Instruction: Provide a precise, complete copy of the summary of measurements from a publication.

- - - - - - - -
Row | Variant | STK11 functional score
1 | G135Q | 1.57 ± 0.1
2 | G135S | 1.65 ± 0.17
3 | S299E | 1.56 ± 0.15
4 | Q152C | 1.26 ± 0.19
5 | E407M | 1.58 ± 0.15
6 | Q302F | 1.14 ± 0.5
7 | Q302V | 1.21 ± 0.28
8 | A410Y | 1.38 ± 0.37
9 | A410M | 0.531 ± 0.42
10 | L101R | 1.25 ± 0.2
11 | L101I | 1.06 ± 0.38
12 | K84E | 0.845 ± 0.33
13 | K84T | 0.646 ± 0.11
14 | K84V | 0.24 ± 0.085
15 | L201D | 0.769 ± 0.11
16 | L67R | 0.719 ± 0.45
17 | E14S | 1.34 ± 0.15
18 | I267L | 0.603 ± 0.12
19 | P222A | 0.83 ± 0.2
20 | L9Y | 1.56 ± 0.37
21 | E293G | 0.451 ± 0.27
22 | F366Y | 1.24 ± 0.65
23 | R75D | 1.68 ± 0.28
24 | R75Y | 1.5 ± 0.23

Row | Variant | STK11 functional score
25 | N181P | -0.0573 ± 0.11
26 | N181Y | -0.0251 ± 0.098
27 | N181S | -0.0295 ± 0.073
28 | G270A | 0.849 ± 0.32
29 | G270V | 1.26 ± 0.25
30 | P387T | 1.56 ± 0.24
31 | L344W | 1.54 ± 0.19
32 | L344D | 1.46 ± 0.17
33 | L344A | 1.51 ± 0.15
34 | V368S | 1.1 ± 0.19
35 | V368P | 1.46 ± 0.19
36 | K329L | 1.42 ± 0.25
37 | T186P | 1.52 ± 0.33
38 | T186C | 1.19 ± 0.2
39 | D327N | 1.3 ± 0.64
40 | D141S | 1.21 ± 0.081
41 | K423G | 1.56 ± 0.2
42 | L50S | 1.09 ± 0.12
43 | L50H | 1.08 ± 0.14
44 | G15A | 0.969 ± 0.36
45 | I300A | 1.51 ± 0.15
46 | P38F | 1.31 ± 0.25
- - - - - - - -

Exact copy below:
Row | Variant | STK11 functional score
1 | G135Q | 1.57 ± 0.1
2 | G135S | 1.65 ± 0.17
3 | S299E | 1.56 ± 0.15
4 | Q152C | 1.26 ± 0.19
5 | E407M | 1.58 ± 0.15
6 | Q302F | 1.14 ± 0.5
7 | Q302V | 1.21 ± 0.28
8 | A410Y | 1.38 ± 0.37
9 | A410M | 0.531 ± 0.42
10 | L101R | 1.25 ± 0.2
11 | L101I | 1.06 ± 0.38
12 | K84E | 0.845 ± 0.33
13 | K84T | 0.646 ± 0.11
14 | K84V | 0.24 ± 0.085
15 | L201D | 0.769 ± 0.11
16 | L67R | 0.719 ± 0.45
17 | E14S | 1.34 ± 0.15
18 | I267L | 0.603 ± 0.12
19 | P222A | 0.83 ± 0.2
20 | L9Y | 1.56 ± 0.37
21 | E293G | 0.451 ± 0.27
22 | F366Y | 1.24 ± 0.65
23 | R75D | 1.68 ± 0.28
24 | R75Y | 1.5 ± 0.23

Row | Variant | STK11 functional score
25 | N181P | -0.0573 ± 0.11
26 | N181Y | -0.0251 ± 0.098
27 | N181S | -0.0295 ± 0.073
28 | G270A | 0.849 ± 0.32
29 | G270V | 1.26 ± 0.25
30 | P387T | 1.56 ± 0.24
31 | L344W | 1.54 ± 0.19
32 | L344D | 1.46 ± 0.17
33 | L344A | 1.51 ± 0.15
34 | V368S | 1.1 ± 0.19
35 | V368P | 1.46 ± 0.19
36 | K329L | 1.42 ± 0.25
37 | T186P | 1.52 ± 0.33
38 | T186C | 1.19 ± 0.2
39 | D327N | 1.3 ± 0.64
40 | D141S | 1.21 ± 0.081
41 | K423G | 1.56 ± 0.2
42 | L50S | 1.09 ± 0.12
43 | L50H | 1.08 ± 0.14
44 | G15A | 0.969 ± 0.36
45 | I300A | 1.51 ± 0.15
46 | P38F | 1.31 ± 0.25